Extreme heat, extreme inequality: Addressing climate justice in Vancouver’s Downtown Eastside
By Linda Nowlan and Tim Linsell
The hottest summer ever recorded in the northern hemisphere is a stark reminder of the immediacy of the climate crisis. And the hardest hit by climate impacts, such as residents of Vancouver’s Downtown Eastside, are often those with the least capacity to adapt.
People who live in this community are exposed to climate hazards made worse by a lack of green space and shoddy and aging housing. Residents experience the cumulative impacts of factors such as the opioid epidemic, poverty, limited employment opportunities, intergenerational trauma and criminal justice and mental health issues.
As a result, residents have had little space for participation in climate adaptation policy. But when climate shocks occur, this community is disproportionately at risk.
In times like these, people need clear advice, and access to knowledge that allows them to have a voice in policymaking. However, the often-opaque research on climate impacts, hallmarked by inaccessible language and exclusionary methods of communication, do little to help those most affected.
It is of urgent importance that universities live up to their stated desires for impact and work directly with the most vulnerable populations on the front lines of the climate crisis.
Climate change impacts
The Downtown Eastside is the historic heart of Vancouver consisting of seven adjoining yet distinct neighbourhoods with a total population of 18,500. A changing climate has a heightened impact on residents due to several intersecting challenges.
During a heat wave, urban tree canopy and access to nature can be lifesaving public goods. Highly paved areas can be as much as 12֯ C hotter than areas with an urban tree canopy due to the urban heat island effect.
While much of Vancouver enjoys significant cover, the Downtown Eastside is the least forested part of the city. This lack of trees worsened the neighbourhood’s extra high temperatures during the deadly 2021 heat dome. To address the loss of trees through densification and urbaniziation, Vancouver has a tree protection bylaw and an Urban Forest Strategy that sets targets on tree canopy for the city.
The unhoused population also faces a risk of heat-related mortality up to 200 times greater than those with access to shelter. Chronic housing precarity in the neighbourhood far exceeds anywhere else in the city.
Disproportionate risk is also borne by individuals living with chronic health conditions such as substance use disorder, schizophrenia and mood or anxiety disorders. The provincial “Death Review Panel” found that 91 per cent of the more than 600 lives lost during the 2021 Vancouver heat dome were individuals with at least one chronic disease.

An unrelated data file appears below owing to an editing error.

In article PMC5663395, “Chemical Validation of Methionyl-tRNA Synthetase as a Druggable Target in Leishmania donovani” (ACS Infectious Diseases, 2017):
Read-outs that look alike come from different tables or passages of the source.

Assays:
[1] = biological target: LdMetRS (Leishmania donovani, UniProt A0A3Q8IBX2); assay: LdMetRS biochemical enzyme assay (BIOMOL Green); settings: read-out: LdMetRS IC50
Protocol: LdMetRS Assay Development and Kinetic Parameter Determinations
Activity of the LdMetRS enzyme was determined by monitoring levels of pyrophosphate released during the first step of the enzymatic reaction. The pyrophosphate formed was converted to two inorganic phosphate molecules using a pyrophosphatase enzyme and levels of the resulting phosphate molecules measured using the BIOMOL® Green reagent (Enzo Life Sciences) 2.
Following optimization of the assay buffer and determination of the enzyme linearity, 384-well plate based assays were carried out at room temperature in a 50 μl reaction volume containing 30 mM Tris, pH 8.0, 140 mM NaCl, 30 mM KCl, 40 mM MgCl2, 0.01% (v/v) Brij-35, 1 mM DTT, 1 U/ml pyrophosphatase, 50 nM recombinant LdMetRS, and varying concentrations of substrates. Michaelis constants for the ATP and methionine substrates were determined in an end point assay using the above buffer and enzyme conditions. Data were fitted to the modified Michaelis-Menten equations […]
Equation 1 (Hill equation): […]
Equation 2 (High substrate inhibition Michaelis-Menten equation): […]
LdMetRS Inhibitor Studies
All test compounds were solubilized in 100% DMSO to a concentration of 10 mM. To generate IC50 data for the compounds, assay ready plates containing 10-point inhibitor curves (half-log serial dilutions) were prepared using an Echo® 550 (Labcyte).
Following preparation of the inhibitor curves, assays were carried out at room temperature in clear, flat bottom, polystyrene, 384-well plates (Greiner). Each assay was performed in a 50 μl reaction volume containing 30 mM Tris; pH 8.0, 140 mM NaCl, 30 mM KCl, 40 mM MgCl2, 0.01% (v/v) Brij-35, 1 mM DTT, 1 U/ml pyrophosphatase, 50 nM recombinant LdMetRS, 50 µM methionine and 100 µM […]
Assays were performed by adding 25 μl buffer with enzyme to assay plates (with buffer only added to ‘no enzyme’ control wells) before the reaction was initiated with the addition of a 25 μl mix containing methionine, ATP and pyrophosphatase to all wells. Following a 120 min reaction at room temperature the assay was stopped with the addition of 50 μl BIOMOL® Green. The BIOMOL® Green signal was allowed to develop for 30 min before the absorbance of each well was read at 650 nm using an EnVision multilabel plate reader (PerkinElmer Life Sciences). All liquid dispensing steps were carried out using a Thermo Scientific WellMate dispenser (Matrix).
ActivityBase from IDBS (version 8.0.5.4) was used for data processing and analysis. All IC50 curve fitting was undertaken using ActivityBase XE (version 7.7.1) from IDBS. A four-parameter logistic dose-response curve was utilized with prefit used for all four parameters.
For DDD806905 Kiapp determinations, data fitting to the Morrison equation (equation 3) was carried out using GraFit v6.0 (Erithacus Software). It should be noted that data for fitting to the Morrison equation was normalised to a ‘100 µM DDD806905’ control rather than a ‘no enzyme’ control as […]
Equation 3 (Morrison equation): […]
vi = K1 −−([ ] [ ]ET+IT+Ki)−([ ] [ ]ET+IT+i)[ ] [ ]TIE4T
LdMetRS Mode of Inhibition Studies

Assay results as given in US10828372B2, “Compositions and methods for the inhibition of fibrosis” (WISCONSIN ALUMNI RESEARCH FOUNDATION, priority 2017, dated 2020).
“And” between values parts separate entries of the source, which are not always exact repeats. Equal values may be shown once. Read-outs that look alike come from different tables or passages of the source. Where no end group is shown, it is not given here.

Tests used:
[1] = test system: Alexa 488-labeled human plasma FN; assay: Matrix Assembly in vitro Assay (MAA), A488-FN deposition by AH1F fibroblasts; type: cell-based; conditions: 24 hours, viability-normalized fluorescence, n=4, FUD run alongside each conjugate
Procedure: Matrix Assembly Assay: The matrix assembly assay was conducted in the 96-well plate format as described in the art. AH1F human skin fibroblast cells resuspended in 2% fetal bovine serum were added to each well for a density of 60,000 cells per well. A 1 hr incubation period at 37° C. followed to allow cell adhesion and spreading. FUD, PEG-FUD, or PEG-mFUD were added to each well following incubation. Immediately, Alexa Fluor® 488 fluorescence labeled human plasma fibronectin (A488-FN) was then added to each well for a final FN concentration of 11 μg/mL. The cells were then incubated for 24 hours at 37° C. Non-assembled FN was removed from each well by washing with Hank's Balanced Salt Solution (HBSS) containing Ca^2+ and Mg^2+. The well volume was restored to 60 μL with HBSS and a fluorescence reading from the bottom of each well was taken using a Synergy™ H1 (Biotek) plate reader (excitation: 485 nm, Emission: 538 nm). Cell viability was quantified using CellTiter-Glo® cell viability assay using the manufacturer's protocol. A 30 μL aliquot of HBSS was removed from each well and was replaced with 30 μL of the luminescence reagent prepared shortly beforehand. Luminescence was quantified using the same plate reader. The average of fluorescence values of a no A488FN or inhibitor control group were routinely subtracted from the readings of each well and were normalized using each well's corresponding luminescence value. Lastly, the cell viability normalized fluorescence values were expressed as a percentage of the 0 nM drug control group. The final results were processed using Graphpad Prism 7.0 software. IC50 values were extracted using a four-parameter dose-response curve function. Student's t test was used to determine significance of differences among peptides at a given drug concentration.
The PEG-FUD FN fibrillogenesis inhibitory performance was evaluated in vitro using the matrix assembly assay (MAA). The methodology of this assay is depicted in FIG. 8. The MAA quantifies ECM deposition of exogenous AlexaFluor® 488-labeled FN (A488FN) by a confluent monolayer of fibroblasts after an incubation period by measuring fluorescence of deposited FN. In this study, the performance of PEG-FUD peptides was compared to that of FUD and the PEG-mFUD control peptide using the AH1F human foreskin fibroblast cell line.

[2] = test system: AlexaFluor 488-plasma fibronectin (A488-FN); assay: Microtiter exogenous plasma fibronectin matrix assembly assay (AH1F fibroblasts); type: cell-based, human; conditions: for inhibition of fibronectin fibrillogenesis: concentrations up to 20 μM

Too often research on disproportionate climate impacts like this fails to reach those most affected. Purposeful collaboration with these populations needs to be respectfully sought in determining the direction, execution and communication of research. Researchers need to take the time to make their practices more accessible and connected to community-driven climate research needs.
The urgency of the climate emergency accelerates the need for research to be translated into policy. A crucial step lies in universities such as the University of British Columbia seeking out opportunities to work more closely with climate-vulnerable groups.
Residents deserve access to research on climate impacts and a voice in advocating for fairer climate policies. Making climate research easier to access and understand can set the conditions for transformative adaptation and help build resilience.
Tools such as graphic visualisations can help increase community engagement in decision-making. Researchers should think about who will use the information, seek out their involvement early on, and find accessible ways to communicate findings.
University staff dedicated to knowledge exchange, community climate partnerships and applied research internships—as well as satellite “learning exchange” offices—can help busy faculty make climate research accessible.
Centres of change and empowerment
As trusted sources of knowledge, universities have a key role to play in addressing this communication gap. The UN Secretary General has pointed out that universities are “essential to our success” on climate action. Naomi Klein, co-director of UBC’s Centre for Climate Justice, notes that universities can boost the influence of marginalized communities in policy responses by emphasizing equity and justice in climate research and communication.
Impact, dissemination and knowledge exchange are university buzzwords, but it is still rare for researchers to work directly with the most vulnerable populations. Collaborating on all aspects of research, from design to presentation, empowers at-risk communities to co-create, access and advocate for adaptive climate policies that meet their priorities.
UBC’s 2019 Climate Emergency Declaration commits the university to build just and inclusive climate solutions that work towards dismantling historic and existing barriers faced by marginalized communities.
For these commitments to be fully realized and reflected in policy outcomes, climate research needs to be accessible and actionable. Amplifying underrepresented voices will improve climate policies and outcomes. Together, we can create a more equitable neighbourhood and a more resilient city.
Linda Nowlan is Senior Director of the UBC Sustainability Hub, and Tim Linsell is a Graduate Research Assistant at UBC’s School of Public Policy and Global Affairs. This article was republished on October 16, 2023, from The Conversation under a Creative Commons license. Read the original article. To republish this article, please refer to the original article.